US tobacco giant Philip Morris has shut down its two factories in Colombia partly because of illegal cigarette sales, highlighting a spike in contraband cigarettes.
Coltabaco, a subsidiary of multinational Philip Morris International, announced on June 5 that it had shut down its cigarette factories in Colombia, eliminating some 800 jobs in Medellín and Barranquilla. The move also hurts Colombian tobacco growers, though the company said it will honor all its pending contracts with growers and will provide them with a stipend to help with the transition to other crops, according to a company news release. The company purchased about 50 percent of the country's tobacco crop.
Black market cigarettes have surged in Colombia recently. Last year, illegal cigarettes accounted for 25 percent of the market, nearly double the amount in 2016. A recent increase in the tax on cigarettes has made it difficult for legal manufactures to compete on price, according to a recent study by a Colombian trade association. A pack of contraband cigarettes can be purchased for 2,740 pesos, or less than $1, about half the price of a legal pack.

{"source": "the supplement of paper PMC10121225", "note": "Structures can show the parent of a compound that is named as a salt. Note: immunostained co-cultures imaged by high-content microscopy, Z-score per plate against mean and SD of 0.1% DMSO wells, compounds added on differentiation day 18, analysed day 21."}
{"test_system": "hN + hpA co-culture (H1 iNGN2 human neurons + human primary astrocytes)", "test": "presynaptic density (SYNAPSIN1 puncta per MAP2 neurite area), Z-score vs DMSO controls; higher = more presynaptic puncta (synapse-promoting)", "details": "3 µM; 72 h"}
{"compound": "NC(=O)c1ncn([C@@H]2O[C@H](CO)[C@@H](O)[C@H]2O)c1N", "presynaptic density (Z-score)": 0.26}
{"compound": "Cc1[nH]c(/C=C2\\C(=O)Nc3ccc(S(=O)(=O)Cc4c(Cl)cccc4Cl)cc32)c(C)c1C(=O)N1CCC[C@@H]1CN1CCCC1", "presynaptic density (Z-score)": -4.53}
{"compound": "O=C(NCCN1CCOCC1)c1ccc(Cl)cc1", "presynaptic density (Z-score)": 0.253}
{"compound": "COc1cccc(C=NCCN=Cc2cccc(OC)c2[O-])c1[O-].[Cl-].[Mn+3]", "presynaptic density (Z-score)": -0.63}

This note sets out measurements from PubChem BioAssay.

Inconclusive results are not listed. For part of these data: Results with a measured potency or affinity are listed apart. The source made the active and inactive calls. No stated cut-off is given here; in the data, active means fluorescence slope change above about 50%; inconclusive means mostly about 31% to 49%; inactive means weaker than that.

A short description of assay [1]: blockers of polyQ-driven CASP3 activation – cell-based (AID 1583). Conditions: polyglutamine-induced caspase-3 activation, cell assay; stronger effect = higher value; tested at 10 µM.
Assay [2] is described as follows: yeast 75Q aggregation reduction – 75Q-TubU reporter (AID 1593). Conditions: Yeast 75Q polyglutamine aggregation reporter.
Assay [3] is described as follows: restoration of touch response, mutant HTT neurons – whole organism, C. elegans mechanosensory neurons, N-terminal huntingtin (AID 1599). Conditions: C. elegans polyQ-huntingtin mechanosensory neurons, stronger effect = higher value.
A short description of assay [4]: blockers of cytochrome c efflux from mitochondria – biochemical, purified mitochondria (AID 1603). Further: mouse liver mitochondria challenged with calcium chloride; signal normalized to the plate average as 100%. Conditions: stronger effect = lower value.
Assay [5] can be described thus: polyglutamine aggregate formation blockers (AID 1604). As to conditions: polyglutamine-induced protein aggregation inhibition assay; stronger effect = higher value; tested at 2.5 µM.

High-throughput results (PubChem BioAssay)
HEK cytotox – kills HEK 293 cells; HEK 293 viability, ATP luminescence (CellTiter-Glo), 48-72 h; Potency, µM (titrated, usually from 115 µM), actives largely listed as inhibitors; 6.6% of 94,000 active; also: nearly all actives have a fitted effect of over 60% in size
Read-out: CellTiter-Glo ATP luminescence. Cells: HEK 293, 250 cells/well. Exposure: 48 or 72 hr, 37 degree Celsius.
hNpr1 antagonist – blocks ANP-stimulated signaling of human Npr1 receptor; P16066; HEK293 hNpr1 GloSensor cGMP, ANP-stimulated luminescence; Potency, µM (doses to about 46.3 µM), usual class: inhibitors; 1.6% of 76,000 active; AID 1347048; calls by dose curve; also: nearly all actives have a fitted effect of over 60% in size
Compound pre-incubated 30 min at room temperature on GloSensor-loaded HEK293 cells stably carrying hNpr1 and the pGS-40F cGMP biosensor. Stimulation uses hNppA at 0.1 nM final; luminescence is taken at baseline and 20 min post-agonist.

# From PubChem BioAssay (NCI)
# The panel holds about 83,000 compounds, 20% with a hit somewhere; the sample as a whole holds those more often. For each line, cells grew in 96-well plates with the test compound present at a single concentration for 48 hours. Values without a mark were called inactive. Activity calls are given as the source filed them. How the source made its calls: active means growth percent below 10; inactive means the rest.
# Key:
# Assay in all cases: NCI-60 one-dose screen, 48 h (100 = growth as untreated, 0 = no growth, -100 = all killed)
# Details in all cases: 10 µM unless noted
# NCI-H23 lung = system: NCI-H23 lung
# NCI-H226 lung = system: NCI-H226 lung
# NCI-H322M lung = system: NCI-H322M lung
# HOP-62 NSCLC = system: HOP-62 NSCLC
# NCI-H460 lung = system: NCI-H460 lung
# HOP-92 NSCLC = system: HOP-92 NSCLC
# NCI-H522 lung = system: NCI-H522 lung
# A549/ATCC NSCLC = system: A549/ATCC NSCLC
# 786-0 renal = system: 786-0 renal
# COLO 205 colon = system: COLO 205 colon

The illegal cigarette trade costs Colombia some $144 million in taxes. The contraband cigarettes are most popular in poor, rural regions of the country where nearly half of the packs sold are from black market sources.
InSight Crime Analysis
The illegal cigarette trade in Colombia is concentrated in northeastern departments near the Venezuela-Colombia border -- a major smuggling route for all kinds of contraband.
More than three-quarters of the cigarettes sold in the departments of La Guajira, Cesar and Magdalena are trafficked, according to the trade association study. Some 80 percent of illegal cigarettes are distributed in small neighborhood stores. La Guajira is also a hotspot for gasoline smuggling.
It’s unclear whether any single criminal group is behind the increase in cigarette smuggling in Colombia, but this region is where the Revolutionary Armed Forces of Colombia (Fuerzas Armadas Revolucionarias de Colombia – FARC) used black market cigarettes to launder drug money.
Cigarette smuggling is not only a problem in Colombia but is widespread in Latin America. Paraguay’s Ciudad del Este -- a city near the Tri-border Area of Paraguay, Brazil and Argentina -- has long been a haven for smugglers moving cigarettes. Panama and Belize are cigarette smuggling hubs in Central America. And Mexico sees massive trade in smuggled cigarettes, with even major criminal groups seen to be cashing in on the business.